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Issue #134 - October/November 2006

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Rapture without Rancor?

By Cheryl Morgan

I first heard about John Shirley’s new novel, The Other End, when he read an extract from it at one of Terry Bisson’s SF in SF readings. The whole idea of the book, of reclaiming the End Times from the Fundamentalists, sounded fascinating. It also sounded a very brave thing to attempt. So I wanted to make sure that I got a copy of this book.

Now when I say "brave," I don’t mean brave in the sense of not being scared of any reaction from the Fundies. Let’s face it, that’s a risk any author takes these days. No, I meant intellectually brave, in that what Shirley has set out to do is quite challenging. There were two major difficulties that I could foresee. The first was avoiding creating yet another revenge fantasy. After all, that’s what the whole End Times thing is about: it is a revenge fantasy in which "people we like" get rewarded and "people we don’t like" suffer horribly for all eternity. There’s no point in reclaiming the End Times if all you are going to do is be just as petty as the original. The other problem is that in setting out your own program for the salvation of mankind you have to show that your own morality is somehow superior to that of the version you want to replace. Neither of those things is, in my view, easy to achieve.

Shirley starts out simply and honestly with Jim Swift, a reporter for the Sacramento Bee, chasing up a story about illegal immigration. He’s at an RV park in Fresno that he believes is being used by a criminal gang to house large numbers of immigrants brought in from Cambodia whilst buyers are found for them. Swift know that he won’t be able to get the police to act without firm evidence — evidence he can only get by breaking into the compound at the probable risk of his life. He opts to take the risk, and is just about to lose his bet when he is saved by, well, something mysterious.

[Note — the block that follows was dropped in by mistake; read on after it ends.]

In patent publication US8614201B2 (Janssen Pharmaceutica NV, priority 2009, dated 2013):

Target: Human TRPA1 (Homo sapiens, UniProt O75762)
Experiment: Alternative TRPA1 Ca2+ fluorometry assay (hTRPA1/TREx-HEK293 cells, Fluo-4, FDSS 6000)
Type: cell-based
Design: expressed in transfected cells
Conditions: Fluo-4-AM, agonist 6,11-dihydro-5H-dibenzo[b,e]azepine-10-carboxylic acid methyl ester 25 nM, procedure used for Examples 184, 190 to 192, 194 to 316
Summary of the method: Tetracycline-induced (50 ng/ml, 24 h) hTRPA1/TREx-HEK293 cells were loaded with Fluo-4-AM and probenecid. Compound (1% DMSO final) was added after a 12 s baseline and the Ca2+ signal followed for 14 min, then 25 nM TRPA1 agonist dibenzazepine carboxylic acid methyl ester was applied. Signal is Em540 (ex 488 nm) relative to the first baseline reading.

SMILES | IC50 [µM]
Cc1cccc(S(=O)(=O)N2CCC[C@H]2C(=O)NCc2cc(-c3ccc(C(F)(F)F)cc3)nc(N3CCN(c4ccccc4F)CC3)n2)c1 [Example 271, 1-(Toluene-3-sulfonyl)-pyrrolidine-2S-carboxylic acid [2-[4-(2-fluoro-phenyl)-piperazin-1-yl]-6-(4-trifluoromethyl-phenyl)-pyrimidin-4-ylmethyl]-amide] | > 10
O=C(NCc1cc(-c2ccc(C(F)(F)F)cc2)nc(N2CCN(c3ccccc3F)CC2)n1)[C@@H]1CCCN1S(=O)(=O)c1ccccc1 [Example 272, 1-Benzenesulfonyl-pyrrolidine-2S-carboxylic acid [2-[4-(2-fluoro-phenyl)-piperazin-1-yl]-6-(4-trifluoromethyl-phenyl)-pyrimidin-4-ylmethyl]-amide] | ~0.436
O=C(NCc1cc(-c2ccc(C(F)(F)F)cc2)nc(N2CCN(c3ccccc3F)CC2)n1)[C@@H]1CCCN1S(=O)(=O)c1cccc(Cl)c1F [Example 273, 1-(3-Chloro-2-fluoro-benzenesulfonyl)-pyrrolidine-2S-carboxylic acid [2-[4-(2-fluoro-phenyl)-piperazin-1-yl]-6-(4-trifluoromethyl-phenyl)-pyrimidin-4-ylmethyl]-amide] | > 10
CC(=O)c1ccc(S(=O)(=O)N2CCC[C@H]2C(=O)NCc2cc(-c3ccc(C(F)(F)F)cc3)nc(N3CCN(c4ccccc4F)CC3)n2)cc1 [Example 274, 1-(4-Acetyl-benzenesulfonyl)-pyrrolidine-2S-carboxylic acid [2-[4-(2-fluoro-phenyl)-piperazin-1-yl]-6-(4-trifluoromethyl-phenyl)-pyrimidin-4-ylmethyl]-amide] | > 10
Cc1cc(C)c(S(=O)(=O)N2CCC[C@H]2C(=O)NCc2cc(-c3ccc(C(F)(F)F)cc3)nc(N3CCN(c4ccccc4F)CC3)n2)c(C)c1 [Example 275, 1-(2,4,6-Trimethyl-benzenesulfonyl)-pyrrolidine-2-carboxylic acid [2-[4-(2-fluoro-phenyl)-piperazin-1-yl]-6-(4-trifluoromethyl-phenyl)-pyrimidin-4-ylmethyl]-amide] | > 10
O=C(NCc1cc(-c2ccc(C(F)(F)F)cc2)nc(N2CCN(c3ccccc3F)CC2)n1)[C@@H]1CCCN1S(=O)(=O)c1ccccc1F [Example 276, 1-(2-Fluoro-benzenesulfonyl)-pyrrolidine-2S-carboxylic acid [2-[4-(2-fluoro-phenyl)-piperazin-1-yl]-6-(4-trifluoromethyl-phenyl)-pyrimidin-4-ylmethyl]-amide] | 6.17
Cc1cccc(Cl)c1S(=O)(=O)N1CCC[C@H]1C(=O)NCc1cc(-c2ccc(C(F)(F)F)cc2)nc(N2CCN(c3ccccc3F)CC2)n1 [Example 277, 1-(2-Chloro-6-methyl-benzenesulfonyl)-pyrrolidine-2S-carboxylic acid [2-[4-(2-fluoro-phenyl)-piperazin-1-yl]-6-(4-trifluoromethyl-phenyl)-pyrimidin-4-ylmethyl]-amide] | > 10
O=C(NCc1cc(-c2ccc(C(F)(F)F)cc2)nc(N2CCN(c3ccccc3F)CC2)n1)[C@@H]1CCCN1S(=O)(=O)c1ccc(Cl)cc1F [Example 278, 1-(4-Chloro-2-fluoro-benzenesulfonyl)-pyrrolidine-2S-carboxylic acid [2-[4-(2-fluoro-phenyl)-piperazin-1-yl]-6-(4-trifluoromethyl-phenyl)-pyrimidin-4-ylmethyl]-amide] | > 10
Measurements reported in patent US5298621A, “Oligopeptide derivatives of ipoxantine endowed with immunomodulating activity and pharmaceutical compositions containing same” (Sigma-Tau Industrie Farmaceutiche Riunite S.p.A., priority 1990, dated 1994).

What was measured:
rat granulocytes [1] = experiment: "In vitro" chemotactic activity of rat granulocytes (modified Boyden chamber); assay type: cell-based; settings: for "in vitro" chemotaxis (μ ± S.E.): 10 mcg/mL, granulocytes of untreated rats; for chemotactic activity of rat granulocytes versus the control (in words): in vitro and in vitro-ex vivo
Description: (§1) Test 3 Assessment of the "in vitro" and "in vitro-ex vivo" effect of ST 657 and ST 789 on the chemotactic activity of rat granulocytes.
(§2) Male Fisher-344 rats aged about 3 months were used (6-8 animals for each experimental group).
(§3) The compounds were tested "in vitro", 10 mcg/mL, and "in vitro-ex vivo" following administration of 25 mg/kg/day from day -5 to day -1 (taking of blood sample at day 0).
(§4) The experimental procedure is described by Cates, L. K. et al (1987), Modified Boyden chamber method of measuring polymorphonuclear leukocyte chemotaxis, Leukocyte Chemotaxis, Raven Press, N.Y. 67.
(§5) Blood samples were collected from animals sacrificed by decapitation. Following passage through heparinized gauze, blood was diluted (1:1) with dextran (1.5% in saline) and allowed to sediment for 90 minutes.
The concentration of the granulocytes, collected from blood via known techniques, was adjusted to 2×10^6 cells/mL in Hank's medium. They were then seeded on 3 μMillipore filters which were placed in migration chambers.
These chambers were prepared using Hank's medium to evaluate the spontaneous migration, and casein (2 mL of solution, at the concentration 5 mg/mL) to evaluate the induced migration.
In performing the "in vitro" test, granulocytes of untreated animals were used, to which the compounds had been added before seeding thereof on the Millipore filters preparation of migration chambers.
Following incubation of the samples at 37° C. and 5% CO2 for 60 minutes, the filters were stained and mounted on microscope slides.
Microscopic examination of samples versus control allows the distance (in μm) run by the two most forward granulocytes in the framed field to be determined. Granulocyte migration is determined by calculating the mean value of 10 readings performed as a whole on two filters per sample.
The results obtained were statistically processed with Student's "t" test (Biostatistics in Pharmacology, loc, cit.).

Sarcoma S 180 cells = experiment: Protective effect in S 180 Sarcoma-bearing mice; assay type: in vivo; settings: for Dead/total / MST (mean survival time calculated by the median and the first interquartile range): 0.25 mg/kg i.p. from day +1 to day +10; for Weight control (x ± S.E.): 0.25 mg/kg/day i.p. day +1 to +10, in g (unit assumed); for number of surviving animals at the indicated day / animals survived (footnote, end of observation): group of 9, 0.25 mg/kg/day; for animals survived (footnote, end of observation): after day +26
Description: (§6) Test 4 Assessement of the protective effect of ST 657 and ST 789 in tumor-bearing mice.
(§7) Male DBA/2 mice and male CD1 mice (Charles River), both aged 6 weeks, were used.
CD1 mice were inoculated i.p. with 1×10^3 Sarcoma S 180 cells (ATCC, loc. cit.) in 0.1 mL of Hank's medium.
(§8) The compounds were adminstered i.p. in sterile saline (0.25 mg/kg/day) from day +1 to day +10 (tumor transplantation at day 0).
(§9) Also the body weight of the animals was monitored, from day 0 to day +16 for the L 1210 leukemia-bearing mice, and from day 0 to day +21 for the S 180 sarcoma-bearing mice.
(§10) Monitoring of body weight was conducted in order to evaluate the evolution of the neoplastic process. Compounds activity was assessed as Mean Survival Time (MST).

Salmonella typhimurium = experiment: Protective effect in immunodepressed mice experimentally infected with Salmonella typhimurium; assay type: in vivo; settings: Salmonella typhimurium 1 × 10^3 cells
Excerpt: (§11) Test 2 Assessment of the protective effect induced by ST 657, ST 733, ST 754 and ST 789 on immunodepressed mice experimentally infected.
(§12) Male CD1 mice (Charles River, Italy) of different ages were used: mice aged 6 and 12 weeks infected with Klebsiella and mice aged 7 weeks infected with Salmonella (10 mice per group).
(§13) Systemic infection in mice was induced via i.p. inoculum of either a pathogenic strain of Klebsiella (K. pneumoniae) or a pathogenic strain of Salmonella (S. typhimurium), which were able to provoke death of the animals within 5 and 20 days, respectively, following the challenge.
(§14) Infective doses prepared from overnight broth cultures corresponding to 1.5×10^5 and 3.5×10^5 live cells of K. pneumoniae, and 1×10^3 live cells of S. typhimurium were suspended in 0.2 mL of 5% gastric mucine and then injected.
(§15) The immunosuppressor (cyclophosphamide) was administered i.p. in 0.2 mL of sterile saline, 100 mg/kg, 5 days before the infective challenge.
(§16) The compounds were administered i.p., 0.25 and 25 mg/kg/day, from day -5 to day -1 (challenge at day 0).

Swift soon finds out, via his oddball friend, Ed Gallivant, that such mysterious interventions are happening all over the world. Perhaps it is aliens, perhaps it is angels, who knows? The only thing that is certain is that "bad people" all over the world are finally being brought to book. Be they criminal gangs or pedophiles in the US, militias in Africa raiding villages for child recruits, Muslims murdering their daughters in "honor killings" or whatever, someone has decided it is time that there was a little justice in the world.

From this it should be obvious that Shirley is getting around defining his rules of morality by providing examples. That isn’t necessarily a bad thing. Simple rules like "Thou shalt not do X" tend to work far better in a computer program than as a means of running a society. Attempts to impose absolute rules of morality tend to result in fundamentalism, which is, after all, what Shirley is railing against. Besides, the idea of "do unto others as you would have them do unto you" has been espoused by adherents of many world religions, including Buddhism, Confucianism, Christianity, Judaism, Hinduism, Sikhism and Zoroastrianism (and probably quite a few others). If the readers agree that Shirley’s bad people are doing bad things (i.e. things they would not like done to them) then he’ll have broad agreement that his morality is workable.

The difficulty with such an approach is that you have to avoid contentious cases. If you have examples where only a fraction of your readers agree that the bad person is actually bad then you start to lose support. Mostly Shirley has neatly stepped around this, but there is one example that may upset people. Jim Swift is a divorced father. His wife, Linda, kicked him out for having too many affairs. She’s now being difficult about letting him have access to his daughter, Erin. As it turns out, Swift genuinely cares about Erin whereas Linda, a recent convert to a fundamentalist cult, puts obedience to her church leaders ahead of her daughter’s best interests. Most non-fundamentalists would agree that this makes Jim a "better person" than Linda, but I can see hard-line feminists arguing that Shirley has set the situation up in such a way as to imply that women who make it difficult for ex-husbands to see their children are all bad, regardless of their reasons. I make no comment on Shirley’s intentions — I’m just observing that issues of morality are not always clear cut, and if you argue by example you can end up having to provide way more examples than you would want in order to make your case.